WebSockets requires that the Server have a Certificate, however, the Client may have a Certificate. The Server Certificate should have the domain name as the common name component of the subject name, however, Clients that are able to override the Certificate validation procedure can choose to accept Certificates with a domain mismatch.

When using the WebSockets transport from a web browser the browser environment may impose additional restrictions. For example, the web browser may require the Server have a valid TLS Certificate that is issued by CA that is installed in the Trust List for the web browser. To support these Clients, a Server may use a TLS Certificate that does not conform to the requirements for an ApplicationInstance Certificate. In these cases, the TLS Certificate is only used for TLS negotiation and the Server shall use a valid ApplicationInstance Certificate for other interactions that require one. Servers shall allow adminstrators to specify a Certificate for use with TLS that is different from from the ApplicationInstance Certificate.

Clients running in a browser environment specify the ‘Origin’ HTTP header during the WebSocket upgrade handshake. Servers should return the ‘Access-Control-Allow-Origin’ to indicate that the connection is allowed.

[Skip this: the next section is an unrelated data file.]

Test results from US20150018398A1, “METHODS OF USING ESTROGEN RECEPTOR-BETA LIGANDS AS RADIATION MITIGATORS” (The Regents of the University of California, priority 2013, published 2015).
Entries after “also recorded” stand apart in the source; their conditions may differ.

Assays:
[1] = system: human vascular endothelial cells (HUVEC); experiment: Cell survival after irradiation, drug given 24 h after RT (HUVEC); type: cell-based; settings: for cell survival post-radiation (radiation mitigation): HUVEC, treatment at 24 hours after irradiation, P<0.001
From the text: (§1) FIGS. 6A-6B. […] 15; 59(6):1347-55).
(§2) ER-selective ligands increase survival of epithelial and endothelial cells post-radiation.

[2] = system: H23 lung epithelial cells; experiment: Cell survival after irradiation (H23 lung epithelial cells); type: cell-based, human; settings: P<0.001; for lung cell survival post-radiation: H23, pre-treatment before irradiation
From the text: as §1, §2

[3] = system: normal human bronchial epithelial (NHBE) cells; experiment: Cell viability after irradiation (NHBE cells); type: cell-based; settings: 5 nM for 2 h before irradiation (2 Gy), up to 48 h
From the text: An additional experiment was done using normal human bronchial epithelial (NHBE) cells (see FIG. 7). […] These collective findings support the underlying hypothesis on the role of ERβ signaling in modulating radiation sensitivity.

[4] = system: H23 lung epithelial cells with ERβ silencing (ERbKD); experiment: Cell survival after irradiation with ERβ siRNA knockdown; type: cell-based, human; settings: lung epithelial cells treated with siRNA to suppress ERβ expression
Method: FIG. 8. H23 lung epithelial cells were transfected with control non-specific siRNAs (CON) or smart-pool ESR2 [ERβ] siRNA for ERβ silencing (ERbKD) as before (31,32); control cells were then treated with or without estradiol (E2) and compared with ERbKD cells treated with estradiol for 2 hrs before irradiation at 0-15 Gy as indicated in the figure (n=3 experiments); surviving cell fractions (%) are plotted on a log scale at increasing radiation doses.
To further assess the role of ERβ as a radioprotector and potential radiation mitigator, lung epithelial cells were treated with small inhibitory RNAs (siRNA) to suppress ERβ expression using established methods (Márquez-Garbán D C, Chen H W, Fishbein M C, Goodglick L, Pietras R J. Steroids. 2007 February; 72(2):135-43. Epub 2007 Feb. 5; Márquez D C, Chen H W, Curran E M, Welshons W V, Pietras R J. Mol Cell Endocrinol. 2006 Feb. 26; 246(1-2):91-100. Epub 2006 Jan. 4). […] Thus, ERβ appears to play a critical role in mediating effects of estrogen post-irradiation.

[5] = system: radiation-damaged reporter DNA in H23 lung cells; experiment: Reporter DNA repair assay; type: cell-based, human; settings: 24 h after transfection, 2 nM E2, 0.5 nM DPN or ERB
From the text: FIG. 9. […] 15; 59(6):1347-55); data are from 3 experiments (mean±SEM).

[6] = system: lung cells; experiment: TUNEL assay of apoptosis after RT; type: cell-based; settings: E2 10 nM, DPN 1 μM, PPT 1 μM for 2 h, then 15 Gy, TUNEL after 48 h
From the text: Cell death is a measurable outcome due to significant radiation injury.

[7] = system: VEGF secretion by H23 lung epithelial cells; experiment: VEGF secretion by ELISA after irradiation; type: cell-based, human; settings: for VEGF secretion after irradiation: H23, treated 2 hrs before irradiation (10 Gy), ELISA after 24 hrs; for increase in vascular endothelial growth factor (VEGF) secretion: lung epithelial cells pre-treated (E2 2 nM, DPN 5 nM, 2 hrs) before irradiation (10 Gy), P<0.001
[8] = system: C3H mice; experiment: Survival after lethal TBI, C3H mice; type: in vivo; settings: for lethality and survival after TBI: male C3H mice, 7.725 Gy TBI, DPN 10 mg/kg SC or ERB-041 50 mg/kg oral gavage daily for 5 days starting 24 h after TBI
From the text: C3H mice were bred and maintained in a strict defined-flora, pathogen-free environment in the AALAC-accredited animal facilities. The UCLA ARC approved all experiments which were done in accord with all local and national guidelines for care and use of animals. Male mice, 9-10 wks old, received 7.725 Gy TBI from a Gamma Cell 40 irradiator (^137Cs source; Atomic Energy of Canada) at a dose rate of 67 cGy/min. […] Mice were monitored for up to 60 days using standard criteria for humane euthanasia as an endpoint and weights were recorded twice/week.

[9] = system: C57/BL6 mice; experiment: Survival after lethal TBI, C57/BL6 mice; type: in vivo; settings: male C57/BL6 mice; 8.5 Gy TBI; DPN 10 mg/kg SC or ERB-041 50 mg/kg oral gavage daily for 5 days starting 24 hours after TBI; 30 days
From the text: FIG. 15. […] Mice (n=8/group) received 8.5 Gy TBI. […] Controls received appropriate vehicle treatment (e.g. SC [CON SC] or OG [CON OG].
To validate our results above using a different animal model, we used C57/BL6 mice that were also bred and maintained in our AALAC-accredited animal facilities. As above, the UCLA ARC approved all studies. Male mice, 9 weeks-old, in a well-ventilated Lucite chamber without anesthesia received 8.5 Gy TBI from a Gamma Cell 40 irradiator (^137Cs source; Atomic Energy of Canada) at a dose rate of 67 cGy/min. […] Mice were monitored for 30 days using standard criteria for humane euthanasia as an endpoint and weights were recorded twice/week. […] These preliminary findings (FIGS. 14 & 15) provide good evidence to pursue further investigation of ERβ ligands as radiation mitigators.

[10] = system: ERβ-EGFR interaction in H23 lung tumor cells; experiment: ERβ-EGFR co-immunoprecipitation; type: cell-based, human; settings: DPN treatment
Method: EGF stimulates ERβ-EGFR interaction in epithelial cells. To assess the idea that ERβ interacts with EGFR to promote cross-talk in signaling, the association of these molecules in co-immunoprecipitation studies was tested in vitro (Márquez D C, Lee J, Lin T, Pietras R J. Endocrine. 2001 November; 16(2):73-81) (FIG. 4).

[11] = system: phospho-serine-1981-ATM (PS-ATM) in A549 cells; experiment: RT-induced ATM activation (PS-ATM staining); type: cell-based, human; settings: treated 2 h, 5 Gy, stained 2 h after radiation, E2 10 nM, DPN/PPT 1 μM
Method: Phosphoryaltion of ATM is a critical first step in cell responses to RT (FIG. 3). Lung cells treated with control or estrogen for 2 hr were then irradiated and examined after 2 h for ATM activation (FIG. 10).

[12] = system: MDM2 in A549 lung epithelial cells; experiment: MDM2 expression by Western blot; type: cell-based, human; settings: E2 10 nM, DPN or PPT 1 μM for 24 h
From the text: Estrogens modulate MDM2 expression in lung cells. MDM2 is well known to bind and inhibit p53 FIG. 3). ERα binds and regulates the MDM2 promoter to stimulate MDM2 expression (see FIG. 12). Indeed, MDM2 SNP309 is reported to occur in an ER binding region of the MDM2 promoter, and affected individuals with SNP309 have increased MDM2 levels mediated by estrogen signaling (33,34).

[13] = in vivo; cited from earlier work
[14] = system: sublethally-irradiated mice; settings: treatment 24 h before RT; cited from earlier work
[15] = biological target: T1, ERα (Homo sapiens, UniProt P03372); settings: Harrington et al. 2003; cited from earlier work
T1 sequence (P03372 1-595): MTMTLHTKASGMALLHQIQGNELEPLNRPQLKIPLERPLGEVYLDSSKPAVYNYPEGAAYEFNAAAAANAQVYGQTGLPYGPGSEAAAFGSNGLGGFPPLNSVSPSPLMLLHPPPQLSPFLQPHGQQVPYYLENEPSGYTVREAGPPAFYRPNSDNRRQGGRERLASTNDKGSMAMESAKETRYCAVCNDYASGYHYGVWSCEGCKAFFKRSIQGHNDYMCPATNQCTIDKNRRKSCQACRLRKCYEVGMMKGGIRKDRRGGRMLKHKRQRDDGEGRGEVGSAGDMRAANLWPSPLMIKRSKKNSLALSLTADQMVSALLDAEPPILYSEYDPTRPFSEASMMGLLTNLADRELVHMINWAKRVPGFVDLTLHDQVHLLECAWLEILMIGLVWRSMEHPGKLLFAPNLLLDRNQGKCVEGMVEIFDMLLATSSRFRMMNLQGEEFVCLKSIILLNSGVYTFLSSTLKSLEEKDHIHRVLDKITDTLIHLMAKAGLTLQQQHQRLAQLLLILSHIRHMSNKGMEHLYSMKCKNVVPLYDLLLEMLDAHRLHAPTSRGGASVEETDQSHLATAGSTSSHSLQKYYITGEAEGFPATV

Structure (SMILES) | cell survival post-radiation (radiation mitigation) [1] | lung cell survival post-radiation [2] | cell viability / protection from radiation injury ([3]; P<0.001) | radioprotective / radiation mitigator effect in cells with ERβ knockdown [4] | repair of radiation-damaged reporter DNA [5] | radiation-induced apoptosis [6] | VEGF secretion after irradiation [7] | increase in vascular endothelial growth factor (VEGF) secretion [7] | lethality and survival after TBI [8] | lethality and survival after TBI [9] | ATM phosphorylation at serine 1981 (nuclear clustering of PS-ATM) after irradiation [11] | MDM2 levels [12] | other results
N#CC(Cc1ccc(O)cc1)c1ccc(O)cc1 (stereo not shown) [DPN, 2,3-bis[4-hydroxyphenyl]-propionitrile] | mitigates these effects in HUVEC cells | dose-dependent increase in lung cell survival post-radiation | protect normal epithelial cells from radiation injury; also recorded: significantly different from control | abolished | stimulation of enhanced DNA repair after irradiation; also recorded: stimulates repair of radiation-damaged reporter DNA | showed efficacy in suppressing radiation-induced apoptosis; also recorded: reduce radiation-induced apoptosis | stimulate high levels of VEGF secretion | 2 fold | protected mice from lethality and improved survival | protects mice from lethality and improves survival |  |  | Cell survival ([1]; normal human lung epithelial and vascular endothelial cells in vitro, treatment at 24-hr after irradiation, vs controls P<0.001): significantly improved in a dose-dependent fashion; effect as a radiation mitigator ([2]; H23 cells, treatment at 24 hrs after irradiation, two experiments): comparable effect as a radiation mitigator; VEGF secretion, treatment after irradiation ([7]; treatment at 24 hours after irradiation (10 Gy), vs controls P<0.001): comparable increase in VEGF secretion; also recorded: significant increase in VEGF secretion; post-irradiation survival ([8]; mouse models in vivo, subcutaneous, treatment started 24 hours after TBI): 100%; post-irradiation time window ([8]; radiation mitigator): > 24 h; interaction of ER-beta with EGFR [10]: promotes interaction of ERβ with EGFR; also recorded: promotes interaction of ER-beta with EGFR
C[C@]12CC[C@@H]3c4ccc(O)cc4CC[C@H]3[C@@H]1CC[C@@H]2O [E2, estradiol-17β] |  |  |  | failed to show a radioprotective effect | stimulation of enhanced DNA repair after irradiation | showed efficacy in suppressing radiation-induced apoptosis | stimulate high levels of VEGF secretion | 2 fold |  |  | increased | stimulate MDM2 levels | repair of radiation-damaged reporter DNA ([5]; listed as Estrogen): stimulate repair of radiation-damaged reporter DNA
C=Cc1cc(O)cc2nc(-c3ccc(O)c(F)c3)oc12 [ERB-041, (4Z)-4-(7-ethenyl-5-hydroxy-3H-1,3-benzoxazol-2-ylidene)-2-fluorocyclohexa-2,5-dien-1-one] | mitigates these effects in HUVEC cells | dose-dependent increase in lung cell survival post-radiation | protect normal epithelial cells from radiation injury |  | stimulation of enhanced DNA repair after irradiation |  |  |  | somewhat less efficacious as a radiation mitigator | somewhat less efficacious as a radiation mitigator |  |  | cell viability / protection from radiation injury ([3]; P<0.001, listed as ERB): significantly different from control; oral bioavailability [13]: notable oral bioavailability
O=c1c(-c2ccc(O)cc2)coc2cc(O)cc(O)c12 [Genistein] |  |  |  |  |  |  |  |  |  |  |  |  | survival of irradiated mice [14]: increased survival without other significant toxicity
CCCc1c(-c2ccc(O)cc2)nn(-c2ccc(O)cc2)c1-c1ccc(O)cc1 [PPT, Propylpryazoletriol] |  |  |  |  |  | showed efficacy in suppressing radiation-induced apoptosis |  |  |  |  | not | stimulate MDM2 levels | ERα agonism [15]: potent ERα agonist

Any Client that does not run in a web browser environment and supports the WebSockets transport shall accept OPC UA Application Instance Certificate as the TLS Certificate provided the correct domain is specified in the subjectAltName field.

A Client may use its Application Instance Certificate as the TLS Certificate and Servers shall accept those Certificates if they are valid according to the OPC UA Certificate validation rules.

Some operating systems will not give the application any control over the set of algorithms that TLS will negotiate. In some cases, this set will be based on the needs of web browsers and will not be appropriate for the needs of an OPC UA Application. If this is a concern, applications should use OPC UA Secure Conversation in addition to TLS.

Clients that support the WebSocket transport shall support explicit configuration of an HTTPS proxy. When using an HTTPS proxy the Client shall first send an HTTP CONNECT message (see HTTP) before starting the WebSocket protocol handshake. Note that explicit HTTPS proxies allow for man-in-the-middle attacks. This threat may be mitigated by using OPC UA Secure Conversation in addition to TLS.